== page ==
loading$ = this.loader.loading$;
  constructor(public loader: LoadingService) {}
}

In the template, we’ll add an *ngIf directive with the async pipe, so it shows only when the value is true.

Also, we’ll add simple buttons to show and hide so we can test this out.

<button mat-raised-button (click)="loader.show()">
    Show Loader
</button>

<button mat-raised-button (click)="loader.hide()">
    Hide Loader
</button>

<mat-progress-spinner [mode]="'indeterminate'" *ngIf="loading$ | async"></mat-progress-spinner>

Now, if we test it out, we’ll be able to make the loader appear with the “Show Loader” button and make it disappear with the “Hide Loader” button.

Great! This works well but there’s a slight problem…

Repetitive calls to show and hide the loading spinner

If you have lots of components with API calls in each of them, it becomes a bit repetitive to show and hide the loader before and after calling the API. Since the vast majority of apps need a loader only when making network calls, we can automate that process a bit.

For that, Angular provides a nifty way called HttpInterceptor.

Http Interceptors basically intercept all network calls using the HttpClient in Angular

We can use them for a variety of purposes such as adding an authorization token etc. Here, we can also use it to show and hide the loading spinner automatically whenever an API call is made. This will save us a lot of time and make our code in our components simpler!

So let’s generate an Interceptor using the following command.

ng generate interceptor network

If you look at the interceptor now, we’re given an intercept function, which is called whenever an API call is made from the HttpClient. Let’s include the loading service in the constructor and then show the loader when the intercept function is called.

@Injectable()
export class NetworkInterceptor implements HttpInterceptor {
  constructor(private loader: LoadingService) {}

  intercept(
request: HttpRequest<unknown>,
next: HttpHandler
): Observable<HttpEvent<unknown>> {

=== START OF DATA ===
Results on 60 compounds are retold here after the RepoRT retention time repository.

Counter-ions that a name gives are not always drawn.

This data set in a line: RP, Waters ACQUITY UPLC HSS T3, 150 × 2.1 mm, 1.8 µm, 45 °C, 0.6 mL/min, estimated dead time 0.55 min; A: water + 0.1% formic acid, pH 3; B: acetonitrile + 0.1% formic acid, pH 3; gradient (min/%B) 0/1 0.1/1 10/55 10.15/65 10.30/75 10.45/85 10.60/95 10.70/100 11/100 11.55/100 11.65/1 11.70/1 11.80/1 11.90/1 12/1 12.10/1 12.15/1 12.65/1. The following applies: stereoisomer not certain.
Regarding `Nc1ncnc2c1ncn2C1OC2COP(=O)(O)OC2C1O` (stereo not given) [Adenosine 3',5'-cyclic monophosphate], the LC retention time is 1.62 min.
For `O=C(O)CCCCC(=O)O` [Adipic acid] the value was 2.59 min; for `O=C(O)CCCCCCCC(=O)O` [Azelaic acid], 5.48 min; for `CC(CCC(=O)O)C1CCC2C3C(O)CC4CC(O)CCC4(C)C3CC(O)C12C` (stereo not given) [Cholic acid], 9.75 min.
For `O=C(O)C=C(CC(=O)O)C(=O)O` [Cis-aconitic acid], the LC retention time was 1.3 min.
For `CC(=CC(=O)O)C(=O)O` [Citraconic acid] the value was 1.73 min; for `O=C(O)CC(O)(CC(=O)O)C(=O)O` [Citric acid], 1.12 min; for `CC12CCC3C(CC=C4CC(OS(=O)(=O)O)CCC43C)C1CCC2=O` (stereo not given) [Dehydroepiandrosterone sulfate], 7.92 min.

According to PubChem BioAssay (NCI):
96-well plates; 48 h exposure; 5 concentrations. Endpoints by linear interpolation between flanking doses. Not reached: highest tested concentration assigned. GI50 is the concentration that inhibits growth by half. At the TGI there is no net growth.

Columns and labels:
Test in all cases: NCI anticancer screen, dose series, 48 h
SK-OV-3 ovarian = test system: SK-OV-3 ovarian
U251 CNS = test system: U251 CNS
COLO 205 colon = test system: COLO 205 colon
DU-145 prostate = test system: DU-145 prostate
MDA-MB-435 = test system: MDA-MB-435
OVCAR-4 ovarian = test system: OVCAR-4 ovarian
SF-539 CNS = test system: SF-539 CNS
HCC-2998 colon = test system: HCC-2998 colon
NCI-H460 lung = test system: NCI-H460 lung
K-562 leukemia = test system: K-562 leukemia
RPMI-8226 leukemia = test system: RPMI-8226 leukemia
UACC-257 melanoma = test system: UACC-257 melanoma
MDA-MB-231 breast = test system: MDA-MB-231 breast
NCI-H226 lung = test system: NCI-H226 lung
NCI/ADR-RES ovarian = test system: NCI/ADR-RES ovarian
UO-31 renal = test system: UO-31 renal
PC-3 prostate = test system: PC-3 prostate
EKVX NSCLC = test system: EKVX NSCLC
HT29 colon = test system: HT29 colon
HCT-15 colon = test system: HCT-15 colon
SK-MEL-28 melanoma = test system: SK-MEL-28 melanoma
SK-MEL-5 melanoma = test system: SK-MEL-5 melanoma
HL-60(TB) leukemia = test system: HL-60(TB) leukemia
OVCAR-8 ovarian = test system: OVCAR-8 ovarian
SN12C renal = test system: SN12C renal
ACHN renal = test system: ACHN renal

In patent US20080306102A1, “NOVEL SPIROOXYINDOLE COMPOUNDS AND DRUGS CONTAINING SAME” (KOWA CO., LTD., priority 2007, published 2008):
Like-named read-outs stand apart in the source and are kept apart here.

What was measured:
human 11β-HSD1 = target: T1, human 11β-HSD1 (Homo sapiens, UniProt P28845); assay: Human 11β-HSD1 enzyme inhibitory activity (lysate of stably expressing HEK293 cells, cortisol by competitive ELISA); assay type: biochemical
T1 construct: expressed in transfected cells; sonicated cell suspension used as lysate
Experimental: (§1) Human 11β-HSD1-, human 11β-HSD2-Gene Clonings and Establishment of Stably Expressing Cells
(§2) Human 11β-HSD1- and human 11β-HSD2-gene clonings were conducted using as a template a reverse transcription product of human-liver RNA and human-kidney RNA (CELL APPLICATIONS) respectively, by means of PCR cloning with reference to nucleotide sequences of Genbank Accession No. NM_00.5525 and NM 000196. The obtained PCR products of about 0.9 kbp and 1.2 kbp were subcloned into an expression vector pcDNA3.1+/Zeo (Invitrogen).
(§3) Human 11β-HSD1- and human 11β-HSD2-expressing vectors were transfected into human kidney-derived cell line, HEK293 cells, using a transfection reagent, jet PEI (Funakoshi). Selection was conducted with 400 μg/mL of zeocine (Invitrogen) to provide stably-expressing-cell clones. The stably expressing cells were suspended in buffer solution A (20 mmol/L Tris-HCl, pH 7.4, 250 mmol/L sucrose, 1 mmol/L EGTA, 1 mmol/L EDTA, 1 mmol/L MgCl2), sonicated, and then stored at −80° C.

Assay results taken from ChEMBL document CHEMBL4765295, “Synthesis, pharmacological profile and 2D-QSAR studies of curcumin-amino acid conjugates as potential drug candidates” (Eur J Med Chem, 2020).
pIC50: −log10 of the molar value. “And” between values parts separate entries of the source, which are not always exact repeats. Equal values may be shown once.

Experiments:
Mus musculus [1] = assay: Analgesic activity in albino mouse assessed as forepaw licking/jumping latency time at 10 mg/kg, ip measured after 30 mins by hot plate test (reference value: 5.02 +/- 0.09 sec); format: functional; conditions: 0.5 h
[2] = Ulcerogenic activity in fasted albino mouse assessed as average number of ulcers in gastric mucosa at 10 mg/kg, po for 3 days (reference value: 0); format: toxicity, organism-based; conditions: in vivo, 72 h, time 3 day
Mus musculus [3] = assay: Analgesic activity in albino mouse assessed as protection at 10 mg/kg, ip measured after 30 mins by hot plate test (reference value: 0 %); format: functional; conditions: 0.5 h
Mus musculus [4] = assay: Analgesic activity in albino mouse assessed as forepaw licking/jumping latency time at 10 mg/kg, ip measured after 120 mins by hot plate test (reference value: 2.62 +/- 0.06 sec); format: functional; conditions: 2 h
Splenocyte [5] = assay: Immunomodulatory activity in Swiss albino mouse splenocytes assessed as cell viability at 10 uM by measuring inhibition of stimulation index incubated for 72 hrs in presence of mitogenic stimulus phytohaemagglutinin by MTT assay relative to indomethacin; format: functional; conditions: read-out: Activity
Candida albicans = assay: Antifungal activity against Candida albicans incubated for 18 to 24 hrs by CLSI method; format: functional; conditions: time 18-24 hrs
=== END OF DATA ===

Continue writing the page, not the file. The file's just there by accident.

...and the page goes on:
this.loader.show();
    return next.handle(request).pipe(
      finalize(() => {
        this.loader.hide();
      })
    );
  }
}

The end of the API call happens after next.handle, so we’ve added the finalize operator in a pipe after this. The finalize operator in RxJS covers both success and failure cases, so whether the API succeeds or fails, this code should be called. We’re just going to hide the loader here.

Registering the interceptor

The last thing we need to do is to tell Angular about the interceptor. We do this by specifying the interceptor in the HTTP INTERCEPTORS token in the providers for our app in app.module.

providers: [
    {
      provide: HTTP_INTERCEPTORS,
      useClass: NetworkInterceptor,
      multi: true,
    },
 ],

Great, let’s test this out now by making a simple function with a Http call to the Github users API. We’ll only log the output in the console. And we’ll use a button to call this function. If the interceptor is working fine, this should automatically show the loader when network call is in progress.

fetchUser() {
    this.http
      .get('https://api.github.com/users/thisiszoaib')
      .subscribe((res) => {
        console.log(res);
      });
 }

Let’s see if this works.

Nice! So we can see the loader appear and disappear and we also have the output in our console.

Conclusion

So now we have a structure for our apps where we can show a loader automatically when a network call is made and also manually whenever we need it in our components.

Have an idea for making this even better? Share with me in the comments or on twitter and I’ll reply as soon as I can 👍

The complete code for this tutorial can be found here.

Thanks for reading! Bye

If you liked this, follow me on twitter for more!